The next mistake relates to buyers who treat the agents with contempt, skepticism or no respect. How can an agent possibly give a buyer any assistance if the buyer has treated them badly? It’s important to note that the agent works for the vendor. The agent is often the most INFLUENTIAL person in the chain; taking the buyer’s offer and the vendor’s position and managing a common-ground final position. I call the agent the ‘conduit’ between the buyer and the seller. The agent is paid to find the right buyer and to facilitate the transaction. Buyers should never underestimate the power and influence which the agent holds when it comes down to the final negotiation. If there are competing bidders (and if ONE of the buyers has offended the agent), it goes without saying that the agent will naturally favour the other buyer. It pays not to treat the agent with contempt. As a Buyer’s Advocate, I treasure my good agent relationships. it’s not unusual for the agent to introduce me to an alternative property after finding myself the unfortunate under bidder. Many times these ‘alternative properties’ are what we refer to as “off-markets”; properties which haven’t hit the market and haven’t been photographed. The advantage of off-market properties is that no other buyers have seen the property and I have an opportunity to bid for the property without competition.
The fourth mistake buyers make is to believe the price range quoted by agents. In regional towns and in some of our major cities in Australia, the quoted price ranges are usually genuine. But in some of our capital cities, the agents ‘bait’ the buyers with low quote ranges on auction properties. The idea behind the lower-than-market-price quote is to lure buyers to the property, and to then influence them (or place them in an emotional competitive situation) where they feel compelled to bid higher than their pre-determined limit in order to secure the property. The hard reality is that buyers owe it to themselves to familiarize themselves with the market prices being achieved for similar properties in their area BEFORE they attend auction to bid. Agents can’t be relied upon and while under-quoting is unfair, it’s rife, and it’s up to the buyer to be more educated in their marketplace.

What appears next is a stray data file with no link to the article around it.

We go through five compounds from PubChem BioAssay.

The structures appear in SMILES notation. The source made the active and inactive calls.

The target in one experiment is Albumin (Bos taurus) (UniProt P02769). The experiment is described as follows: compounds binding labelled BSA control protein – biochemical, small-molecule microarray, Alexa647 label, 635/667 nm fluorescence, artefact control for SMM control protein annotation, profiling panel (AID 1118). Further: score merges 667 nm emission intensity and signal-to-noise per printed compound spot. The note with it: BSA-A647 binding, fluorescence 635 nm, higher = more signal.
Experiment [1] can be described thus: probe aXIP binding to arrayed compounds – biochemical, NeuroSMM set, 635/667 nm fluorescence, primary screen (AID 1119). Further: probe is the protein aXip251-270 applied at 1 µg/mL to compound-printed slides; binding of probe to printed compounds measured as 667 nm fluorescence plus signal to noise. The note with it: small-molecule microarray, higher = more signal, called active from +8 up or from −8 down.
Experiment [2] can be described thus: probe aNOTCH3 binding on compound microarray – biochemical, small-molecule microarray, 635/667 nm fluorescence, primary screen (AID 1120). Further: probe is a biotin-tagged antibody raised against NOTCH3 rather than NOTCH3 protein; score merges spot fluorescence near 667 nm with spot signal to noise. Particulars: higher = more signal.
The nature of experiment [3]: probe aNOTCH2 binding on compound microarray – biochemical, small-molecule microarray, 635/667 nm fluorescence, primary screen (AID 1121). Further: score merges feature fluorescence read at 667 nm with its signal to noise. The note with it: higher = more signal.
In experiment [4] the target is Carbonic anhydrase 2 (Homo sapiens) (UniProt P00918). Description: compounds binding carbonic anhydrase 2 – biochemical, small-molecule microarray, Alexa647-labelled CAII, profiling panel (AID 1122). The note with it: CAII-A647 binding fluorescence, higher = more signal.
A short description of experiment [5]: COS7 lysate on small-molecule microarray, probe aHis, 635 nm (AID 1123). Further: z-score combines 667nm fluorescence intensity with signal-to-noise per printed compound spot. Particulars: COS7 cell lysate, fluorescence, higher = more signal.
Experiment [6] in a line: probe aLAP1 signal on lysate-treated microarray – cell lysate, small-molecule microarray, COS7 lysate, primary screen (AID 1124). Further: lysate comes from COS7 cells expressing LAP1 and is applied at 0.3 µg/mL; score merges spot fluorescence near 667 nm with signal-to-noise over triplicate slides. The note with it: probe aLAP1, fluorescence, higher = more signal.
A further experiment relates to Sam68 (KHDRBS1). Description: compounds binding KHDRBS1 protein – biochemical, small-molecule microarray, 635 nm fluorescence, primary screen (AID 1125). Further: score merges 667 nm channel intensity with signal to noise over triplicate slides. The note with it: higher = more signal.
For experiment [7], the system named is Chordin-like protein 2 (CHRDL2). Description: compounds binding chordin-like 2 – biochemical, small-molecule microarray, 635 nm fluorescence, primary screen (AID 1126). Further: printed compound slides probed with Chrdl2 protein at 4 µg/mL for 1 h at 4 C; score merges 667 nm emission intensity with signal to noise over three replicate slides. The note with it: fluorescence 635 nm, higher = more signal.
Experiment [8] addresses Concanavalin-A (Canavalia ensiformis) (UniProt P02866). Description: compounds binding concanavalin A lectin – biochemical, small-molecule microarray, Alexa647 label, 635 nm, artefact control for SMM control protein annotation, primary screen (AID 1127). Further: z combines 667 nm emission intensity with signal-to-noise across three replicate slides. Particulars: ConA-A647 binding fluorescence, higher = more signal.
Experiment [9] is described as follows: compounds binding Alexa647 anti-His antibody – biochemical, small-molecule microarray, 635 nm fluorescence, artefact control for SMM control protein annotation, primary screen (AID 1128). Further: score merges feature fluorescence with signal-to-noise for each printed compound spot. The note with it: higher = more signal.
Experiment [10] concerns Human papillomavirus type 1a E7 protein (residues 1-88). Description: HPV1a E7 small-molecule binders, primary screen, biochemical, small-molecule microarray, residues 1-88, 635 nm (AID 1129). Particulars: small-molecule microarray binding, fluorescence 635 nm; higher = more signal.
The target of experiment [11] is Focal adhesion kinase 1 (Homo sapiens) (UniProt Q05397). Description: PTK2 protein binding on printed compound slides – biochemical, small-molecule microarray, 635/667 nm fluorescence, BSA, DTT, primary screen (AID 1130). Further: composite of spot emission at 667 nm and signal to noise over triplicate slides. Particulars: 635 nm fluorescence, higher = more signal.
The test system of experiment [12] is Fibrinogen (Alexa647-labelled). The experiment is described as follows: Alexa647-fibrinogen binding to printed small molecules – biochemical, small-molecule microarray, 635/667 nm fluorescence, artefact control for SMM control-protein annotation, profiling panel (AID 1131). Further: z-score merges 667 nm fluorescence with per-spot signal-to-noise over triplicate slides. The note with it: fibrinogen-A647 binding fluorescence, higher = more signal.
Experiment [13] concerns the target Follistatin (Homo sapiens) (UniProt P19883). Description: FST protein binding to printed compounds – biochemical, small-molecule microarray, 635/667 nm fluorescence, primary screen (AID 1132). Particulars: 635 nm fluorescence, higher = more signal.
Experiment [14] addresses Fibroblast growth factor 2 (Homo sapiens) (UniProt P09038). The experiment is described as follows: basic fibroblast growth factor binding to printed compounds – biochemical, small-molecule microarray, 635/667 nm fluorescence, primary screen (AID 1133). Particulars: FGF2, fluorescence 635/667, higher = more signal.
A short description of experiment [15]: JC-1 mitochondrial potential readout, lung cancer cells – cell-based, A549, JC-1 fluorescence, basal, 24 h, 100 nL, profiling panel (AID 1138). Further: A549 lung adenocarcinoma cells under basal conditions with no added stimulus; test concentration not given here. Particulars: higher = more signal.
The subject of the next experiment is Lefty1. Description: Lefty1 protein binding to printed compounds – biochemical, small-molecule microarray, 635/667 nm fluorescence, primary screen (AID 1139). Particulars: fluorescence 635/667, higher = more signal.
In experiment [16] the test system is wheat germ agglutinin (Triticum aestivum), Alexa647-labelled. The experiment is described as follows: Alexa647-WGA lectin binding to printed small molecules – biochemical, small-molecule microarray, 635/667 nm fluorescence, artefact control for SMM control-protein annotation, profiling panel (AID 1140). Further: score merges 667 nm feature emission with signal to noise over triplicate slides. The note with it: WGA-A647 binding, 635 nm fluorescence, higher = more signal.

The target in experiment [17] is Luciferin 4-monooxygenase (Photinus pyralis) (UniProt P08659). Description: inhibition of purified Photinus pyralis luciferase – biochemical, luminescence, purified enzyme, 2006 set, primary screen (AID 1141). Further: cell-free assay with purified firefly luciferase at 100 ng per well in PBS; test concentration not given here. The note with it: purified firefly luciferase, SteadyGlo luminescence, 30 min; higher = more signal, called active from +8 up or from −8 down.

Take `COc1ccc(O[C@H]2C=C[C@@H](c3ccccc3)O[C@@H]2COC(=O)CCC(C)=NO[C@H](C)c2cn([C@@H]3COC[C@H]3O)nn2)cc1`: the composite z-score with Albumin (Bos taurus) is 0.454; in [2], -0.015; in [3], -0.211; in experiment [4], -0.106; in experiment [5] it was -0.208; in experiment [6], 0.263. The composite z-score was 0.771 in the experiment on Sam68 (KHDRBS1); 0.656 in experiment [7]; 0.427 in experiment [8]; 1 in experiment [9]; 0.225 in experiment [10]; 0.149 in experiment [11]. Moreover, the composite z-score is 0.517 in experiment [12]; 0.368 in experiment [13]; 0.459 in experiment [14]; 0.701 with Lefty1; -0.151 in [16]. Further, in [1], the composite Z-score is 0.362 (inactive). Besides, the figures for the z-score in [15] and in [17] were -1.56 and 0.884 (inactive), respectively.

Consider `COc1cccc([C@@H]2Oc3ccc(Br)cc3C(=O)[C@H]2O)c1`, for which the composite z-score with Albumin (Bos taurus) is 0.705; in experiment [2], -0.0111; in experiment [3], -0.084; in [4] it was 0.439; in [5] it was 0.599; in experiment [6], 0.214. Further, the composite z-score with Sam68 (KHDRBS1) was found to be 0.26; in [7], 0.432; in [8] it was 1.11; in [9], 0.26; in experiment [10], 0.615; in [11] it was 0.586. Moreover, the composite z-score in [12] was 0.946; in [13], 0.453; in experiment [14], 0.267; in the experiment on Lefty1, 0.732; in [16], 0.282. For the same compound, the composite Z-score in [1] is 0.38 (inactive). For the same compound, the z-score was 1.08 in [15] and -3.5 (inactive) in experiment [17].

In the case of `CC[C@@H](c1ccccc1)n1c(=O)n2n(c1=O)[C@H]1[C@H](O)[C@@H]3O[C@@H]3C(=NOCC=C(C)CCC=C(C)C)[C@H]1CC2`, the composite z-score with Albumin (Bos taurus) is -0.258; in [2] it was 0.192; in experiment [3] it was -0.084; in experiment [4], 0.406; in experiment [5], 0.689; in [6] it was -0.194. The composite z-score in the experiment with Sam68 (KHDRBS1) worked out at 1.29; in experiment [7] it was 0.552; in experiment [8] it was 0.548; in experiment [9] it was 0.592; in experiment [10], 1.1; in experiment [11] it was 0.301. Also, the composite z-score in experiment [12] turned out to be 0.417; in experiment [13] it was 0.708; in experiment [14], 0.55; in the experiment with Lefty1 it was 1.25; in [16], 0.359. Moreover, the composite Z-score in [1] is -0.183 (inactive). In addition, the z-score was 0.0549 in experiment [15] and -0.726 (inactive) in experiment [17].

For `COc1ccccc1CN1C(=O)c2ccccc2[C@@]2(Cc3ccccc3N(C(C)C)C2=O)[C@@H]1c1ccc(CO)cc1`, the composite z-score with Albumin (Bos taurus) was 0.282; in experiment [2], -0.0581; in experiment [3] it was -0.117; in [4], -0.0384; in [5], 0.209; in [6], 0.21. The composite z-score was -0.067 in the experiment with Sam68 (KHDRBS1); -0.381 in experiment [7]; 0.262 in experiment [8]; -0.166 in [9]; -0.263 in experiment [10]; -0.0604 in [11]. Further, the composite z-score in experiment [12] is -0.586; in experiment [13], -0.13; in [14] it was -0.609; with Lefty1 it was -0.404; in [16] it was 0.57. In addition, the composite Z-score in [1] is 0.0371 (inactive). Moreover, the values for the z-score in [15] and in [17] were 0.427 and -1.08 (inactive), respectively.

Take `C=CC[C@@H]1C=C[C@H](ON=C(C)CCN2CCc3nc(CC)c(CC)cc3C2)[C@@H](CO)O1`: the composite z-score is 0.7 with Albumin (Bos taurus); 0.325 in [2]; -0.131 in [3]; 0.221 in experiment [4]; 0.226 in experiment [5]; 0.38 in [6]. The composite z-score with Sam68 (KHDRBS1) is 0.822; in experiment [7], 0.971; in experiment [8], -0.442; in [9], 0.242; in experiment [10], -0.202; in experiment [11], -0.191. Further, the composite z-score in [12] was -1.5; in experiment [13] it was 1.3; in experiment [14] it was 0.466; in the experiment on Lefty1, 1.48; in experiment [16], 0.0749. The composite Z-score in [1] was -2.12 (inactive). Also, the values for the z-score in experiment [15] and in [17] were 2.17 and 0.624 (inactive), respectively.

The last (and sometimes most unfortunate) mistake applies to buyers who believe agents all bluff. Whenever I am mid-stream with a negotiation, I always gauge the agent’s feedback and updates. Sometimes they are negotiating through the night, while other times the negotiations can span days and run for over a week. I almost always KNOW when an agent is bluffing, but if I’m ever in doubt I never assume that the agent is bluffing when they tell me that the property I have pursued has an interested buyer (or a new offer) on it. The price I could pay for ignoring the ‘other buyer’ warning is to find that the other buyer was genuine and that the property has sold. Some agents conduct a transparent negotiation (eg. holding an open negotiation in the office boardroom), while others conduct the negotiation more privately. Whatever the circumstances, it pays to be prepared to bid to your limit because there is nothing worse than withdrawing from a competitive negotiating environment based on skepticism, only to find that the property sold for a lesser price than you were prepared to pay.
These five mistakes all have one thing in common; assuming agents are all dishonest or greedy. Real estate is a tough world and the dedicated ‘career-agents’ have been working for a long time; some for a number of decades. There are some wonderful agents out there and it’s a good idea to find them, meet them and build a strong enough relationship to enlist their support through your property purchasing adventure. You never know… you might just get surprised!